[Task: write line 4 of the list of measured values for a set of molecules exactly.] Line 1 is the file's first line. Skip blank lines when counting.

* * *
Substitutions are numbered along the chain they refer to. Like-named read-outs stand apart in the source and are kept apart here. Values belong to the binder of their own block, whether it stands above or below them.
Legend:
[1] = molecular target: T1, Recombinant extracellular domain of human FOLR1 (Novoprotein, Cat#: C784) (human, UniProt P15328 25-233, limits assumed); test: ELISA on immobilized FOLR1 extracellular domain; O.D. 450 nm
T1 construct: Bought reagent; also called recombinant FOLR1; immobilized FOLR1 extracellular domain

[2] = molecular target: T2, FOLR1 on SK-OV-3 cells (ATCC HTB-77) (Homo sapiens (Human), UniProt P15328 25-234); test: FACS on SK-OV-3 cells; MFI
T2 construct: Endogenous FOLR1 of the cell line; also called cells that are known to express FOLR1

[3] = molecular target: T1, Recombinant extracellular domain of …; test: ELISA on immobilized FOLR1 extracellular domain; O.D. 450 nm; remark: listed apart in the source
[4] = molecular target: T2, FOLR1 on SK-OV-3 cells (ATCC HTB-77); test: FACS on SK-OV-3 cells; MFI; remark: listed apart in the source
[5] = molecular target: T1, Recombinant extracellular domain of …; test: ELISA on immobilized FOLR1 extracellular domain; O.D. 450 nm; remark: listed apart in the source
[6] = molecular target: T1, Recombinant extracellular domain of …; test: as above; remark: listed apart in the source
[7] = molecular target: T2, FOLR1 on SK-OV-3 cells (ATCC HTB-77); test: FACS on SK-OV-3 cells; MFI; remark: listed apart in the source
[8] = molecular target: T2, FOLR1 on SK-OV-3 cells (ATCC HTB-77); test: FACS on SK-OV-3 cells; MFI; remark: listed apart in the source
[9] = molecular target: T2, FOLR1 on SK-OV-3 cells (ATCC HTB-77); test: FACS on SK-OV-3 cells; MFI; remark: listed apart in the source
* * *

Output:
T1 construct: Bought reagent; also called recombinant FOLR1; immobilized FOLR1 extracellular domain